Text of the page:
The word ‘liturgy’ derives from the Greek, and means ‘public service,’ or as many a Church catechist describes, “the work of the people.” It is regarded with great reverence in the Eastern Orthodox Church, where it is known as Divine Liturgy, a special significance to the celebration of the Eucharist. It’s a strange word to many church goers today, who more likely know the act as ‘Sunday Mass,’ and there’s a chance that such is the only experience they have with the liturgy. However, there are other liturgical events in the worship of the Catholic Church which all too often are carried out in front of a small and getting smaller group of witnesses.
One of the steadfast rules of the liturgy is that no feast day replaces the standard Sunday Mass, with few exceptions, and most of those are represented by dates that were once considered Holy Days of Obligation that have been reassigned to a particular Sunday to make them more accessible to the greatest number of faithful. The feast days of saints are not commemorated in the Sunday service. For that reason, too many people were unaware of the fading tradition associated with St. Blaise, a bishop and martyr, whose feast day is celebrated on February 3 annually.
The tradition associated with St. Blaise is the blessing of the throats. Once, people lined up like it was Ash Wednesday, in the fiercest final days of the winter chill, for this simple blessing, which calls for the intercession of the saint to ease ailments of the throat and other ills. Candles are crossed over the throat area, unlit, although in earlier days, they were, and the priest or designated minister reads the short blessing. Seems simple enough, and would also appear to be much in need during this particular winter that has been extraordinarily cold with an early and strong flu season. Who among us has so many blessings that they couldn’t use one like this? Unfortunately, some parishes in the Archdiocese of Santa Fe and certainly elsewhere, did not offer this blessing in their community, and in fact, made no mention of it. There really is no requirement to do or mention, and another tradition passes away.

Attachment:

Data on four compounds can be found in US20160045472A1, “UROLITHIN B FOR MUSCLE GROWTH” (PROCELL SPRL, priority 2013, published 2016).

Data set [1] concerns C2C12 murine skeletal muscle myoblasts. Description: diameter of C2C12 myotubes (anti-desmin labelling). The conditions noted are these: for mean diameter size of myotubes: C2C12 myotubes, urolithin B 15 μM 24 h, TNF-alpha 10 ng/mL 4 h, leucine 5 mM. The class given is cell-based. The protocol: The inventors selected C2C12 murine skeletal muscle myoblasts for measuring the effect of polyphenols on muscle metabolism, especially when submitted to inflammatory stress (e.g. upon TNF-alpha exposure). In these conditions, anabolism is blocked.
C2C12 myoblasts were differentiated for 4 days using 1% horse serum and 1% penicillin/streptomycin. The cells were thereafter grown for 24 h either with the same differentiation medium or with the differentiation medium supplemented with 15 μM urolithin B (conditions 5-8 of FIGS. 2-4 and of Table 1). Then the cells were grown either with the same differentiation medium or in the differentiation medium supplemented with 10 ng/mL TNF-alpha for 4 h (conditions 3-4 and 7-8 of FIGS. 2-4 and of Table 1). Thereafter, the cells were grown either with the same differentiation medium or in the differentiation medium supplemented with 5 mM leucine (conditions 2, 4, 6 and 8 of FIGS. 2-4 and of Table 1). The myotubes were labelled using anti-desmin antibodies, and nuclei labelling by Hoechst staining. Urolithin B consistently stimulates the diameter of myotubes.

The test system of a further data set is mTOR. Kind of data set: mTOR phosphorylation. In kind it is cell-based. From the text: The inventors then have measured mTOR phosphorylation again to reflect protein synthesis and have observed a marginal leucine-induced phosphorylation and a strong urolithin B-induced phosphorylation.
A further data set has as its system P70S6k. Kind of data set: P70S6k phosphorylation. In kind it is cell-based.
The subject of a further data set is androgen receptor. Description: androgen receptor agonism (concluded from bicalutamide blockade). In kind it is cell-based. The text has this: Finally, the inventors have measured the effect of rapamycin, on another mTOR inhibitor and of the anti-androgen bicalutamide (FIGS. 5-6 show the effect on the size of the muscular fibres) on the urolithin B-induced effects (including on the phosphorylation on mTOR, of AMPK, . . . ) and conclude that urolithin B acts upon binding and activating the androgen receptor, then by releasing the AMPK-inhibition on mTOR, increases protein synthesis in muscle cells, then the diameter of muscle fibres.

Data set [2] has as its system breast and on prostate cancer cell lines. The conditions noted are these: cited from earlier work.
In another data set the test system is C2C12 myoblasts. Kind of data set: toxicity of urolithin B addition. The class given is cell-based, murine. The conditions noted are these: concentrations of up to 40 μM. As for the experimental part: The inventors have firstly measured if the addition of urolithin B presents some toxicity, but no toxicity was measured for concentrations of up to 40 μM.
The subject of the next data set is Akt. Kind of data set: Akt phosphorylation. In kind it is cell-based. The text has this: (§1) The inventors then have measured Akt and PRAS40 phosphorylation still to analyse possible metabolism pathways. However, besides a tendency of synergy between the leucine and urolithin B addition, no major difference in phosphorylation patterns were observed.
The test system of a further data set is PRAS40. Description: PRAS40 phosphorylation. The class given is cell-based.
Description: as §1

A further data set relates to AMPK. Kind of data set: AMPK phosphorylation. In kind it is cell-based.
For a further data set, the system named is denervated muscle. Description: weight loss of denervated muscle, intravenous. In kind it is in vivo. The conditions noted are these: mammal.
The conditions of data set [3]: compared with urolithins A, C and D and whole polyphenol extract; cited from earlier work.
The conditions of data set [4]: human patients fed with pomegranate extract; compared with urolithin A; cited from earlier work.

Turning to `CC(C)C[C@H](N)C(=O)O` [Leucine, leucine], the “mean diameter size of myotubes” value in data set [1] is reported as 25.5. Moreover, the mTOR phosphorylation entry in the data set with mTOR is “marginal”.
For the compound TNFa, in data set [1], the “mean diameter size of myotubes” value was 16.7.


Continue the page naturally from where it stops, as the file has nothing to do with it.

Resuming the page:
Although there are many tales of his miracles in Jacobus De Voragine’s The Golden Legend, they should not be considered reliable. One that is the basis for the blessing of the throats appears in other sources, as well.
Blaise was born into an affluent family, pursued his faith, and was elected a bishop at a very young age. The persecution under Roman Emperor Diocletian was in full swing, and the new bishop was forced to flee and become a hermit. He was eventually brought back from his cave, and on the way to prison was met by one of his parishioners, who pleaded with Blaise to help her son. The lad had a fishbone lodged in his throat and was slowly dying because of it. After the bishop laid hands on the boy and prayed over him, the victim was suddenly relieved of all ailments. The guards continued to lead Blaise to prison and reported having seen him work other healing miracles along the road.
When Blaise was placed in prison, he was tortured frequently, and eventually beheaded for refusing to deny his faith. Before his death, the woman whose son he had saved visited him and she brought two candles that became the symbol of the saint’s miraculous life.
Seven years ago, a small but dedicated group at an Albuquerque parish, were observing the rich tradition of Las Posadas, a novena commemorating the journey of Mary and Joseph that originated with St. Ignatius Loyola, was refined by St. John of the Cross, and has became a staple of the Mexican Catholic faith. Naturally that tradition became part of the southwestern United States when Spanish conquerors along with Franciscan priests entered New Mexico more than 400 years ago.
On this night, seven years ago, one observer commented on the small assembly, saying it’s too bad the tradition has to die, but the young people aren’t interested in carrying it on. Las Posadas ended after one more year at that parish…not enough people interested to make it happen.
Sure, the world is dynamic, and all things change, even the Church, but when that change involves excluding things that provided a rich heritage to Catholics of the past, it becomes the ‘work of the people’ to resurrect that faith practice. It only requires being interested enough to make it happen. In some European countries, St. Blaise is given almost national holiday status. Shouldn’t we make sure that his prayer and blessing remain with us here, as well?